To me it reads: If [Object] is equal or larger than [Object]'s bool. It should have given the error: "Cannot convert lambda to bool" I mean you are comparing c to the bool inside of c.

The rest of your code is working as expected. A example:

GridSquare GridA = new GridSquare(new Vector3(7f,7f,7f),false, 9999);//Position, IsOccupied, ID

debug.Print( GridA.Id ); //Returns 9999
debug.Print( GridA.IsOccupied ); //Returns False
debug.Print( GridA.GridPosition ); //Returns (7,7,7)

//Test with array:
GridSquare[] Grids = {GridA};

debug.Print( Grids[0].Id ); //Returns 9999
debug.Print( Grids[0].IsOccupied ); //Returns False
debug.Print( Grids[0].GridPosition ); //Returns (7,7,7)

2 hours ago, ethancodes said:

I am getting the index of the list assigned

I am really starting to think this is just a coincidence.

If your first grid has a ID of 0 and you add it into the array first, it will also have a Index of 0. So when you ask it for it's Index or ID both will return 0 because both IS 0.

To see if this is the problem set the ID to a number that will stand out

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Posted (edited)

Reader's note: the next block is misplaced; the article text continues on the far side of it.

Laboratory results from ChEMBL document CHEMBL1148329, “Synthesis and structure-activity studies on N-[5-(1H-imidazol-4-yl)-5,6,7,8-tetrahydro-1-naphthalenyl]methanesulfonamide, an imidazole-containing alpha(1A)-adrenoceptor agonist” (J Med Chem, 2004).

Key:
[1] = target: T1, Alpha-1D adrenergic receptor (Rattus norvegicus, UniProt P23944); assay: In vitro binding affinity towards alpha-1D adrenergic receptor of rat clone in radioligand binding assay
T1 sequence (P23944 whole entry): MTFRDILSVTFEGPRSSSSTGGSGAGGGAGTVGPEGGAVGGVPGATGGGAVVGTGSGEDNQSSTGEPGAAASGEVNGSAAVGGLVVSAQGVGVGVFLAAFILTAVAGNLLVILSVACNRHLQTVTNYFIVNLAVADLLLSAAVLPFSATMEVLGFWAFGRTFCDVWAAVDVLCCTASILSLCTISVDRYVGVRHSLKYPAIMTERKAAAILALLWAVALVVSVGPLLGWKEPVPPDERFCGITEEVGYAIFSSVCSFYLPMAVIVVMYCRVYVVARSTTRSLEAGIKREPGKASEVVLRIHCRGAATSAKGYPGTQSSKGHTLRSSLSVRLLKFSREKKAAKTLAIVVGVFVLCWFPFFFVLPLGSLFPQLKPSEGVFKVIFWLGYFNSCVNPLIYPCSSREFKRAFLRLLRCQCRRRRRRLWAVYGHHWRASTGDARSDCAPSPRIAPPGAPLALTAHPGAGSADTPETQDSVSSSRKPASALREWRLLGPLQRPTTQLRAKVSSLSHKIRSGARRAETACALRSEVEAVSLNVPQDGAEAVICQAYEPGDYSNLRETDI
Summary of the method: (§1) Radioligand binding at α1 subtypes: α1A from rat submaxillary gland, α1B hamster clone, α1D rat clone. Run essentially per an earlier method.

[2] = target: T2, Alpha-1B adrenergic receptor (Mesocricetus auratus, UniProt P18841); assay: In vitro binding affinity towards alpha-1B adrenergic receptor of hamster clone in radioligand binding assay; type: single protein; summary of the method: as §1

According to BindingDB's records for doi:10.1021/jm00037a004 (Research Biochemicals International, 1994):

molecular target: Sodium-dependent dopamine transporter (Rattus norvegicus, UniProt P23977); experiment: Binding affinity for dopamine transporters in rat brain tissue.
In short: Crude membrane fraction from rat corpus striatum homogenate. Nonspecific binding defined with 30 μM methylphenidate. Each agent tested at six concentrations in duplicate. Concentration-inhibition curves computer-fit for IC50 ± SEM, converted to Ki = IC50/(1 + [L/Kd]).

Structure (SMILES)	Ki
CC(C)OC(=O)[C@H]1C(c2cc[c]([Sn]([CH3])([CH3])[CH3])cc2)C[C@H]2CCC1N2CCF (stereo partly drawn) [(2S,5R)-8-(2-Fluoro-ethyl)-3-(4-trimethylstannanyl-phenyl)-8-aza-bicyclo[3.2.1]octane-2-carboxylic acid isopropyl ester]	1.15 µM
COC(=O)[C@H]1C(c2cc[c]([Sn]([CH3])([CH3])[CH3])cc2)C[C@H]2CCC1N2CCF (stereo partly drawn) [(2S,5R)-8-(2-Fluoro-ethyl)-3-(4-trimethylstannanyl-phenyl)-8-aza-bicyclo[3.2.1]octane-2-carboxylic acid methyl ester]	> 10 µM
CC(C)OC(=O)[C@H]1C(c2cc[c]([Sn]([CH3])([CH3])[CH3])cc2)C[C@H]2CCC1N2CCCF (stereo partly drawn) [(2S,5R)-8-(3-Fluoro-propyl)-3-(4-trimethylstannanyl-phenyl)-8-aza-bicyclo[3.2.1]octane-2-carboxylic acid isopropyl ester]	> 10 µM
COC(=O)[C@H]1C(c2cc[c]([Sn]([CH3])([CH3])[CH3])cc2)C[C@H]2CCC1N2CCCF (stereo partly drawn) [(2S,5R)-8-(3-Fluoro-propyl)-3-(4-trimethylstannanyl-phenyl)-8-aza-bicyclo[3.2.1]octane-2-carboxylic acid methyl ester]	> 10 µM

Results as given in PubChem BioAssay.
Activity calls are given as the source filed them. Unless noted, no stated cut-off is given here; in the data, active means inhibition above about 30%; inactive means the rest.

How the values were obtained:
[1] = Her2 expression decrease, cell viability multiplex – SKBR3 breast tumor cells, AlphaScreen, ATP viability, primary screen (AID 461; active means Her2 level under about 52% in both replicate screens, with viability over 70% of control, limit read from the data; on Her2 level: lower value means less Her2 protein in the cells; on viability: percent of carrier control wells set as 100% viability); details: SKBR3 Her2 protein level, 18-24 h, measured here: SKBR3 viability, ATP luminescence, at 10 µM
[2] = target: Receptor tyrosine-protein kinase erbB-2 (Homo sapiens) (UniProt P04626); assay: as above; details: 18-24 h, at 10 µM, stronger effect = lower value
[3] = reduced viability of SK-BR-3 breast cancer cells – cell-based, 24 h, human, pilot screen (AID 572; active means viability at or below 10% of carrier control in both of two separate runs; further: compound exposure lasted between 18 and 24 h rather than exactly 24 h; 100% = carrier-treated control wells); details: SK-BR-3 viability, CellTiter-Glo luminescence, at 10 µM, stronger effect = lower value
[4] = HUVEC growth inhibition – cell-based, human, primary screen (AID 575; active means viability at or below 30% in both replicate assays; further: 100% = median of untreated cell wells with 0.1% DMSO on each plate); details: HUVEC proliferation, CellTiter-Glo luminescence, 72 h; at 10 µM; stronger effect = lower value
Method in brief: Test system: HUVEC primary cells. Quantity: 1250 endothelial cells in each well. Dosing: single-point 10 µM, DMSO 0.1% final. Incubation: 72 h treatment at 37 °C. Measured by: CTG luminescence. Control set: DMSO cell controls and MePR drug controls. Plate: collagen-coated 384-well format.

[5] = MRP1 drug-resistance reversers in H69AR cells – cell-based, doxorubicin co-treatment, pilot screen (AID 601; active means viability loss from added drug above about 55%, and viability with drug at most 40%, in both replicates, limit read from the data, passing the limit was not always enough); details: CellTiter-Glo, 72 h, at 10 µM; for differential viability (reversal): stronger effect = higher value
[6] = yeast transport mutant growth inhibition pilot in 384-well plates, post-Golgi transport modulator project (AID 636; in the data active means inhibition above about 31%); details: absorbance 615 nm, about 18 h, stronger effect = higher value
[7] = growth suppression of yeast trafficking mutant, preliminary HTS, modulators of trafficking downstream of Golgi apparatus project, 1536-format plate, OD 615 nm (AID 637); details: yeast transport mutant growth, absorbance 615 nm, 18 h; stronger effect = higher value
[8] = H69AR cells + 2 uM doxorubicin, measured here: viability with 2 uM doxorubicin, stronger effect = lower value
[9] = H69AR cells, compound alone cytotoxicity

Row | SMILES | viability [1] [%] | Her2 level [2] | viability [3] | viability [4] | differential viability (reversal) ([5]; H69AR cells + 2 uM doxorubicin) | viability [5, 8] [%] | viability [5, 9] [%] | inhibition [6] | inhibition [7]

20 minutes ago, Scouting Ninja said:

No idea what gridPositions.All is an array, bool? How does it work?

To me it reads: If [Object] is equal or larger than [Object]'s bool. It should have given the error: "Cannot convert lambda to bool" I mean you are comparing c to the bool inside of c.

That's C#'s lambda syntax. The All function returns true if the given predicate returns true for every element in the list, so this expression means "if (all grid positions are unoccupied)".

20 minutes ago, Scouting Ninja said:

I am really starting to think this is just a coincidence.

If your first grid has a ID of 0 and you add it into the array first, it will also have a Index of 0. So when you ask it for it's Index or ID both will return 0 because both IS 0.

I am inclined to agree. I'm not sure why this is an issue.

Edited by Oberon_Command

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1 minute ago, Oberon_Command said:

That's C#'s lambda syntax. The All function returns true if the given predicate returns true for every element in the list, so this expression means "if (all grid positions are unoccupied)".

Thanks for explaining this. At first it looked like gridPositions had a All variable.